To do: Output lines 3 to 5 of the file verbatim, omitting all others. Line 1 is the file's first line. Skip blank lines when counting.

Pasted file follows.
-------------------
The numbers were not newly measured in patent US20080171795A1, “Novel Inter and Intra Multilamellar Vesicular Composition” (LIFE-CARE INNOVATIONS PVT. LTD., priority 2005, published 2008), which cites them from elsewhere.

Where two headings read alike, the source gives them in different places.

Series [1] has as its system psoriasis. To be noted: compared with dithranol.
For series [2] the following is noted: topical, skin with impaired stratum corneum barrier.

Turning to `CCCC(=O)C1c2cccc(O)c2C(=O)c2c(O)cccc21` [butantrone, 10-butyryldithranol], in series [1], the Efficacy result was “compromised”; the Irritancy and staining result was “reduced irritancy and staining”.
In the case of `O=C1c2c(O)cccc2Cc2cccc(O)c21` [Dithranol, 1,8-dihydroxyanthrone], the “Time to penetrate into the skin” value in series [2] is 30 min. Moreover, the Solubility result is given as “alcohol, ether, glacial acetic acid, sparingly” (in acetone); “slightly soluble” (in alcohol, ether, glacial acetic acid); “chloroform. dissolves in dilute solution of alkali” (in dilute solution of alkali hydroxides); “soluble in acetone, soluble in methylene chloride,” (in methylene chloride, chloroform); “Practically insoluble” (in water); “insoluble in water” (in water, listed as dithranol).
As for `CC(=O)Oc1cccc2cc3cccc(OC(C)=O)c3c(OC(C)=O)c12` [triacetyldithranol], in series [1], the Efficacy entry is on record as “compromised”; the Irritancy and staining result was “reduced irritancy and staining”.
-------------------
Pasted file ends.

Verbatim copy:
Series [1] has as its system psoriasis. To be noted: compared with dithranol.
For series [2] the following is noted: topical, skin with impaired stratum corneum barrier.

Turning to `CCCC(=O)C1c2cccc(O)c2C(=O)c2c(O)cccc21` [butantrone, 10-butyryldithranol], in series [1], the Efficacy result was “compromised”; the Irritancy and staining result was “reduced irritancy and staining”.